Manchester City Council has launched a consultation on proposals for Selective Licensing in parts of Levenshulme. This would affect private rented properties.
This is the area proposed in Levenshulme. It would Include flats, suffixed and sub-addresses in this area.
|1-48 Damien Street (All)
|72-118 Hemmons Road (Evens)
|37-94 Longden Road (All)
|1-38 Maida Street (All)
|1-57 Ollier Avenue (Odds)
|1-42 Seddon Street (All)
|81-135 Stovell Avenue (Odds)
The consultation will run for 10 weeks from 5th October – 14th December 2022.
Please see link below to Manchester City Council’s website, which provides background information about the proposals and includes details of how residents and landlords can have their say, by completing an online questionnaire or by attending an in person drop-in event.
Further information from Manchester City Council is available HERE and below:
Why are we considering selective licensing?
We have introduced a revised Private Rented Sector Strategy (2020-2025) with a detailed implementation plan. This sets out the Council’s approach to the private rented sector over the next five years. The new Housing Strategy (2022-2032) reaffirms our commitment to improving the safety, quality and management of private rented sector homes.
There are approximately 90,000 private rented properties which is 38% of the total housing for the City of Manchester. We know that many PRS (Private Rented Sector) properties provide good quality accommodation, however there are areas of Manchester where PRS properties are not managed to a good standard.
We work with teams across Community Safety, Compliance and Enforcement regularly and work with landlords in the private rented sector in dealing with complaints about anti-social behaviour, poor property management, waste issues and proactively work to remove any concerns in these areas.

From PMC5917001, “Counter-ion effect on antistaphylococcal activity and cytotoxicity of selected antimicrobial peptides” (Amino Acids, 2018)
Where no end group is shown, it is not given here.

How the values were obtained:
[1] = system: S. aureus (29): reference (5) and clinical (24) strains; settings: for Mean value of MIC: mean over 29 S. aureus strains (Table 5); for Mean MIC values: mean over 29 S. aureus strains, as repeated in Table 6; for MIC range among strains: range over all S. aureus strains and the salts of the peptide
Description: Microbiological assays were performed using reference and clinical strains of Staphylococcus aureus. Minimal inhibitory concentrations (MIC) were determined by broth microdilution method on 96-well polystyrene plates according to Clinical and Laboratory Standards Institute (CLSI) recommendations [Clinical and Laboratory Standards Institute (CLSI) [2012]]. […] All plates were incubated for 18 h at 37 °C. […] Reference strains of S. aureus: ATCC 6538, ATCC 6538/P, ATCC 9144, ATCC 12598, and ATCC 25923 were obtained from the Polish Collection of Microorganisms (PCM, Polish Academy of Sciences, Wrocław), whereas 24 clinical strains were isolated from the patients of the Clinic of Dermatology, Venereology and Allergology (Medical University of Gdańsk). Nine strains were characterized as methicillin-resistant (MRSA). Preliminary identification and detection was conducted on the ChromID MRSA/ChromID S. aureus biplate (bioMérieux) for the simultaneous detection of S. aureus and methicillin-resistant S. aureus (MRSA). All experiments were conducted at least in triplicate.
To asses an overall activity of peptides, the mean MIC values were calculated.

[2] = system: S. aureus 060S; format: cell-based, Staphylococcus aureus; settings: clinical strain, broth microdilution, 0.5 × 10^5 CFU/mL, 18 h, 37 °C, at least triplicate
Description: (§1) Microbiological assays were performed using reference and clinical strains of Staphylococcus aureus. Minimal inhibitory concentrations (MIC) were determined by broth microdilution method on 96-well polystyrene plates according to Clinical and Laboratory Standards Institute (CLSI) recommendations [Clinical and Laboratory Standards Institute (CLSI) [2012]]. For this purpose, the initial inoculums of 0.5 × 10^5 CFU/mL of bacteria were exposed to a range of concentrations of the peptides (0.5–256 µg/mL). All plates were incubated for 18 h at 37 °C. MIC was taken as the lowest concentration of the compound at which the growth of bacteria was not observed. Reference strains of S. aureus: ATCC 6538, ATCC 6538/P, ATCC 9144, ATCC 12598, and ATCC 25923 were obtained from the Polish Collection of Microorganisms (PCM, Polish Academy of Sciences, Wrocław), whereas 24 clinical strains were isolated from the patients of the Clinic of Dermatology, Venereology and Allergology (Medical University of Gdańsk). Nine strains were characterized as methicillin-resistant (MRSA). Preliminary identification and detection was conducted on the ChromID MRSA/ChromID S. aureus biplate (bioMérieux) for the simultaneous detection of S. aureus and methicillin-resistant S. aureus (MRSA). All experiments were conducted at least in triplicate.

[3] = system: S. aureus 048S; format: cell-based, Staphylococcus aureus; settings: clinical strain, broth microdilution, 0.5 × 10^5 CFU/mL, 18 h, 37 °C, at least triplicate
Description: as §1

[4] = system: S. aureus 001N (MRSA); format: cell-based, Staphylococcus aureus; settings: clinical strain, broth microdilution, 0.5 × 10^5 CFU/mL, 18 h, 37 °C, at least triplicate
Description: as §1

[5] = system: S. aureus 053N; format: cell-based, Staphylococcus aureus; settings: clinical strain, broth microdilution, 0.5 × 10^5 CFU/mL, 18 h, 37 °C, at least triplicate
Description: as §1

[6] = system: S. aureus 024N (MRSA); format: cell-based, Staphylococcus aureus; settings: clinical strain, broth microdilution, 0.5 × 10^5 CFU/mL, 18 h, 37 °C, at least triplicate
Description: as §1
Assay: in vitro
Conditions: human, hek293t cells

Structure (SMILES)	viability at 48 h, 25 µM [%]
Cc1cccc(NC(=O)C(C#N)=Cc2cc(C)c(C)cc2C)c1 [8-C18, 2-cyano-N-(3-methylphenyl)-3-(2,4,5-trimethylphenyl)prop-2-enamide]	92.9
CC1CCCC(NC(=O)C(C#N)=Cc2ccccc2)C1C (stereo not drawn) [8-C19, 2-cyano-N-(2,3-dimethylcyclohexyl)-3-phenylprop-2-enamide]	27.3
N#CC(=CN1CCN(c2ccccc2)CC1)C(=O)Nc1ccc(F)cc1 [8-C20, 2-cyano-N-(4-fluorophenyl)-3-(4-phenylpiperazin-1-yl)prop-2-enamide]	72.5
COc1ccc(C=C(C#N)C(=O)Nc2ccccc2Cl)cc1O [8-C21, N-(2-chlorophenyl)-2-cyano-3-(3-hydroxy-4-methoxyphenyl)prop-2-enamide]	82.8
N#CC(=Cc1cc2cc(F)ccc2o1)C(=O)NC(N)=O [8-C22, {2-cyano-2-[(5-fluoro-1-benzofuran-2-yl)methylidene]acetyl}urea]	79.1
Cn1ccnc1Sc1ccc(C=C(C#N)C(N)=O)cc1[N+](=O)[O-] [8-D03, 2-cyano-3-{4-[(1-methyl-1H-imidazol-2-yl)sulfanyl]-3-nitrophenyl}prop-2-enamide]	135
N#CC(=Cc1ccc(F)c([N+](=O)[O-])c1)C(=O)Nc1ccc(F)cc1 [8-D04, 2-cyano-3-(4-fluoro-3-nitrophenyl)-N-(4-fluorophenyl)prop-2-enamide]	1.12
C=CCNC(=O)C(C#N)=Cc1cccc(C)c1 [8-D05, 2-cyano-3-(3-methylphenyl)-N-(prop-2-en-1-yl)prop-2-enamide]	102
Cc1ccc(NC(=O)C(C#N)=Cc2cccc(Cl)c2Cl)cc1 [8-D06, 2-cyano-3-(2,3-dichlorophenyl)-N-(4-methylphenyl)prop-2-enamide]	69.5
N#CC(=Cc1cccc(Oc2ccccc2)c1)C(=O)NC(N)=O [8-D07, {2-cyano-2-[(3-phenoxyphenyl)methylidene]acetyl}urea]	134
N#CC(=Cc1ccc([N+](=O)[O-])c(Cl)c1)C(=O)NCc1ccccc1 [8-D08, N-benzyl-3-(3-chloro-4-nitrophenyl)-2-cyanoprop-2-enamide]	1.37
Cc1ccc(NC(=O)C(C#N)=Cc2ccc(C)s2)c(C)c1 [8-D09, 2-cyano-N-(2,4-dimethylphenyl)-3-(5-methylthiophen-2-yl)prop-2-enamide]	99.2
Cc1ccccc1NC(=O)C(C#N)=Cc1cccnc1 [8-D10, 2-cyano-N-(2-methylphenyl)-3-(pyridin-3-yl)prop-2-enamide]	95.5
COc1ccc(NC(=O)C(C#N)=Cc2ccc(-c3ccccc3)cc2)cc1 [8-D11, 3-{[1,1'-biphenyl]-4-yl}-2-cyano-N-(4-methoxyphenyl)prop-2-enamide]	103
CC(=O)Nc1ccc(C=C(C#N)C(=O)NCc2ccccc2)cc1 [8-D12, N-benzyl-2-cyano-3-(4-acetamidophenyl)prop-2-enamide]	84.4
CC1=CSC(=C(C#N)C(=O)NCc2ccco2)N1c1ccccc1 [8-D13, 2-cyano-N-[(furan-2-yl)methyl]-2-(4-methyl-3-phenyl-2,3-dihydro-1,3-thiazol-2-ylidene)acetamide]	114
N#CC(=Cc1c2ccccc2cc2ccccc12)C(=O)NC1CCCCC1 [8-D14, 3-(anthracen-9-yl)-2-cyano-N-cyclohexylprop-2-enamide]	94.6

Despite this, we have not seen sustained improvements in areas unless additional interventions are introduced. Enforcement against individual properties alone will not improve standards to the level required across each area.
Manchester has previously had an accreditation scheme, and we have considered voluntary accreditation as part of our work in Manchester. However, our experience is that these schemes inevitably attract landlords who are already providing a good service to their tenants and do little to engage or improve the property conditions of those landlords who are not.
The Council has the power to introduce ‘selective licensing schemes’ in areas of Manchester. In these areas private landlords, or their managing agents, would need to have a licence for each house that they rent out. There are approximately 3,200 private rented properties in the current selective licensing schemes and the proposed selective licensing schemes would affect 1,100 private rented properties.
Selective licensing ensures that:
- The proposed licence holder is fit and proper to manage their properties.
- The licence holder complies with the conditions of the licence, leading to improvements in property management and reductions in anti-social behaviour